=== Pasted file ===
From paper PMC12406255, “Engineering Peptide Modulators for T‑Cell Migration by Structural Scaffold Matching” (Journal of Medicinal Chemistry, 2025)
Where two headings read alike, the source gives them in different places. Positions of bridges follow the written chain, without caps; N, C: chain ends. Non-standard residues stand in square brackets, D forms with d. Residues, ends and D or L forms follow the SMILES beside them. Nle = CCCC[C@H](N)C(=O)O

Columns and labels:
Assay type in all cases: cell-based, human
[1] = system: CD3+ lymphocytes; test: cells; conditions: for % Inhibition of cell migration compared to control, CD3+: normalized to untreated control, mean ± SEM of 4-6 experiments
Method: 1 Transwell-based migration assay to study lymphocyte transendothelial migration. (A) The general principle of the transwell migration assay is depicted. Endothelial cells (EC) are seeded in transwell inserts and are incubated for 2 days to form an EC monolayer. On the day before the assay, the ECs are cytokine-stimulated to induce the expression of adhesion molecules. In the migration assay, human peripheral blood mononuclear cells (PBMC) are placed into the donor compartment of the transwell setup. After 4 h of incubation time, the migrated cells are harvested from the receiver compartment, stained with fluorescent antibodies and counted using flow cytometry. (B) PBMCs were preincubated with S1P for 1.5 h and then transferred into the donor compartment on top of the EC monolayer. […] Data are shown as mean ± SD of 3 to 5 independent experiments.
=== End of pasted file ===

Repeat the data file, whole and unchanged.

From paper PMC12406255, “Engineering Peptide Modulators for T‑Cell Migration by Structural Scaffold Matching” (Journal of Medicinal Chemistry, 2025)
Where two headings read alike, the source gives them in different places. Positions of bridges follow the written chain, without caps; N, C: chain ends. Non-standard residues stand in square brackets, D forms with d. Residues, ends and D or L forms follow the SMILES beside them. Nle = CCCC[C@H](N)C(=O)O

Columns and labels:
Assay type in all cases: cell-based, human
[1] = system: CD3+ lymphocytes; test: cells; conditions: for % Inhibition of cell migration compared to control, CD3+: normalized to untreated control, mean ± SEM of 4-6 experiments
Method: 1 Transwell-based migration assay to study lymphocyte transendothelial migration. (A) The general principle of the transwell migration assay is depicted. Endothelial cells (EC) are seeded in transwell inserts and are incubated for 2 days to form an EC monolayer. On the day before the assay, the ECs are cytokine-stimulated to induce the expression of adhesion molecules. In the migration assay, human peripheral blood mononuclear cells (PBMC) are placed into the donor compartment of the transwell setup. After 4 h of incubation time, the migrated cells are harvested from the receiver compartment, stained with fluorescent antibodies and counted using flow cytometry. (B) PBMCs were preincubated with S1P for 1.5 h and then transferred into the donor compartment on top of the EC monolayer. […] Data are shown as mean ± SD of 3 to 5 independent experiments.